Kaka Shehu or Adamu Lawan: Who replaces Shettima's senatorial ticket? by Abdulhamid Al-Gazali



The news of Kashim Shettima's substantiation as Bola Ahmed Tinubu's running mate did not only stop at igniting conversations on the highly controversial Muslim - Muslim ticket across the country. The choice now of who to replace him in the contest for Borno Central Senatorial seat on the platform of the APC has now become another big-time talk among political hangers on back in his home state. As for him, Tinubu had already handed him his graduation certificate, whatever that had meant to him in past. He is now welcome to play at the highest levels of the country's playing field.

Because I now head a newsroom, which is until recently, largely headquartered in the state, I made a personal decision to suspend my regular commentary on politics--as it nonetheless never ever even mattered. The job subconsciously turns you into a fence-sitting "lame duck" if you're not too careful. But my self-imposed break, if it is that, is even much more so because of the aggressive takeover by--and unceremonious fall of--the entire media space into the hands of a group of lily-livered, iPad clenching simpletons, who operate an almost "nonhuman", robotic, unintelligent cyber culture of CTRL + C / CTRL + V. In the reading of these impenetrable, mere bodyworks we call humans for decency, every level-headed discussion outside the woodworks of the familiar CTRL + C / CTRL + V binary they are acculturated into, comes already defined as some sort of venom targeted at someone, who is nonexistent. But even your hardest resolve to never give in to the barbarous hordes and their antics, in this world of so much beauty and grandeur, you will not want to be unnecessarily dragged down to crawl in the mud by 'lackeying' guards of an imaginary paymaster.

Now at the risk of such a usually readymade, yet spontaneous backlash, I am bringing my two-pence to the discussion of who should replace Shettima. I have two people in mind: Kaka Shehu Lawan and Adamu Lawan Zaufanjimba, in this order.

To start with, thanks to the last six years I have had to deal with news items about happenings in Borno, as well as my regular commentary on its politics many years earlier, I can almost draw up a hitmap of the activities of some of the major key players in the public space, including those with a highly taciturn mien. No matter how narrow you draw radar, it will not miss these two people.

Adamu Lawan's first entry into the state executive council was in the ministry of works (and bla bla) in 2015. He was later moved to the ministry of finance, where he appeared to have been better fit. Say whatever you may, in the ministry, he has helped to cleanse an obviously rotten system and oversaw its overhaul to attain global standards. I have never been told, but it largely explains why the state is gulping up a lot of donor funds and grants worldwide. That is all thanks to the system. Perhaps, given his background in economics (agric), where he was said to have had a first-class, and the banking hall, where he also rose through the ranks to the very top, he is already cut out for it. Besides that, if you come to politics, I think he has a fair record; a record particularly of loyalty to his boss, Shettima. In 2016 or so, his boss persuaded him to give up the contest for the same office after it became vacant following the death of Senator Ahmed Zannah. He did. He was also served the same dose in 2019, when Shettima once again picked Gov. Zulum over him to replace him as the governor of Borno. I think he has paid his dues.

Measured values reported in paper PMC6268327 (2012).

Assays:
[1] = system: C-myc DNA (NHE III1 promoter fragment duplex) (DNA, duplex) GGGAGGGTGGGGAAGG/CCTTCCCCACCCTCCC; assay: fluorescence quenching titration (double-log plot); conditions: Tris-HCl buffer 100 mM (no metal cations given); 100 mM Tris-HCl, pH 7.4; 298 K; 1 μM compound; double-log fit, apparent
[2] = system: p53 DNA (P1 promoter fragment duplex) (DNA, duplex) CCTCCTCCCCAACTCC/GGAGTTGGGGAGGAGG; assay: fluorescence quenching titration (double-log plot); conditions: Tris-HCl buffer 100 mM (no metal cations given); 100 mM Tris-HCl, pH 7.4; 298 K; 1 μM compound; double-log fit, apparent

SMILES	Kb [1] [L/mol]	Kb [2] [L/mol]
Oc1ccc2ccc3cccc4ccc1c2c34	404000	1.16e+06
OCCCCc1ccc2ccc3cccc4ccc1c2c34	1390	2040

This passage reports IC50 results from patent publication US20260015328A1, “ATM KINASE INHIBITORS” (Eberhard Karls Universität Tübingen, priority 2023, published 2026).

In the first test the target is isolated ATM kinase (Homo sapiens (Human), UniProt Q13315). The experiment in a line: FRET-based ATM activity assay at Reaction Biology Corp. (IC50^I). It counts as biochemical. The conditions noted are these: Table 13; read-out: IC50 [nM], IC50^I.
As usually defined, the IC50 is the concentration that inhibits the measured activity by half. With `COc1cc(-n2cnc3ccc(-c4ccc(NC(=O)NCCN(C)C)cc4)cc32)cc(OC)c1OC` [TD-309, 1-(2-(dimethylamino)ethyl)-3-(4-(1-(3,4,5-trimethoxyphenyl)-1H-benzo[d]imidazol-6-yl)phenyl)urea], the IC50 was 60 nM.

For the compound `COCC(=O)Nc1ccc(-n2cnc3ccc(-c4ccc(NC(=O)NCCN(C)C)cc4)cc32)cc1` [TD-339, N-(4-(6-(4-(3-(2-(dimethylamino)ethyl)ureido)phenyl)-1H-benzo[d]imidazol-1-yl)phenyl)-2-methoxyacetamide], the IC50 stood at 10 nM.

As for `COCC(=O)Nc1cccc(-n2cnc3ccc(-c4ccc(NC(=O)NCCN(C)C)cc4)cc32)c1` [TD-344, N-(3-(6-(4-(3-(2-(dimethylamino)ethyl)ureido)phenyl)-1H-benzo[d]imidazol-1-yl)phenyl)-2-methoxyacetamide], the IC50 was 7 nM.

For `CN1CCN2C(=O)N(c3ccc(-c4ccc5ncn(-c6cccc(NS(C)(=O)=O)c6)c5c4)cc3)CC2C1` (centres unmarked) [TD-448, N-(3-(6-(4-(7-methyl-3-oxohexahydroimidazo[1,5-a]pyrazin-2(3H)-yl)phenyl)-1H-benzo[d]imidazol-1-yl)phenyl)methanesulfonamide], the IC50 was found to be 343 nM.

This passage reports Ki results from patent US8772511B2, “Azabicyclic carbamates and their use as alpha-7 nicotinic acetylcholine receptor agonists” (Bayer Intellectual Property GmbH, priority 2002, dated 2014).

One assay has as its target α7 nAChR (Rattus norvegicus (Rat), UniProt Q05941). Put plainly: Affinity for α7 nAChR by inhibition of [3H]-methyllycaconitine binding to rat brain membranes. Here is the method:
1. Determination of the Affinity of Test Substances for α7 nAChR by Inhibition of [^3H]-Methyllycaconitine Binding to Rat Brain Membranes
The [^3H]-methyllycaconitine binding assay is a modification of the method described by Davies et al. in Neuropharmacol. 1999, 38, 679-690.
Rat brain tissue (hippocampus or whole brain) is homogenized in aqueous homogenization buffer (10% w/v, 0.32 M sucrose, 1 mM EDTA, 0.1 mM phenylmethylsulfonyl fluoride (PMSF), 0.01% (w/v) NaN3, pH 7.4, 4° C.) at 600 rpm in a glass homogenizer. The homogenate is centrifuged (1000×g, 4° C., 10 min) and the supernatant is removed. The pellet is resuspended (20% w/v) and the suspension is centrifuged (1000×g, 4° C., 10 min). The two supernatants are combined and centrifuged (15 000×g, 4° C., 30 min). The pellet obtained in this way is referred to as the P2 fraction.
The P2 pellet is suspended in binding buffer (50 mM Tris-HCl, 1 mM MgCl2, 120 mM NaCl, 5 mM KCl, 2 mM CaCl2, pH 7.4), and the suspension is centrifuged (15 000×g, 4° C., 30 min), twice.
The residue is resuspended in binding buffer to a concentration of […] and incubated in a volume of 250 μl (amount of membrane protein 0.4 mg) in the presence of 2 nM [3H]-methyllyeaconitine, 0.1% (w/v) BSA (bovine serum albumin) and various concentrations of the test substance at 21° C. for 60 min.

But then comes Kaka Shehu, who is so far one of the longest serving members of the state executive council. As a person, I don't know anything about him. I met none of them--Adamu Lawan and Shehu--in the past. What I however know is simple: KSL is one of the people who have worked the hardest for Borno in the last 10 years. Besides being the attorney general and commissioner of justice for all these years, he was at various times called upon to oversee the operations of other ministries.

The most notable of these was in 2017 when he was assigned the ministry of environment. As the overseeing commissioner, his insistence to reopen almost all intracity roads and dismantle roadblocks erected by the military as a result of Boko Haram endeared him to many. The decision was very swift and one of the most important in the restoration of the then battered state. It would appear as though it was a simple matter; but those who understand Nigeria's complex bureaucracy, as well as our military's unnecessary and unyielding ground standing, would have to give that to him. What helped him was, among other things, his background as a lawyer; for, without a sufficient understanding of the laws of the land, such a feat, I still believe, would not have been easily achieved.

I have similarly noticed that Kaka Shehu has served in almost every important committee set up by the state government either as the chairman or secretary since 2012--and at least a member. He led some of the most difficult tasks the government had executed under Shettima, especially those that brought him face to face against the people. He went ahead to pull them off, without minding about what dents they cause to his relationship with the people. Public servants in Nigeria naturally shy away from anything that pits them against the people as it may have great consequences on their political career. What helps Kaka Shehu to execute those difficult tasks, I think, is his indifference to whatever anyone thinks about him, which is perhaps also why he probably may have had the full trust of his principals. There is no compensation too big for such a loyalty!

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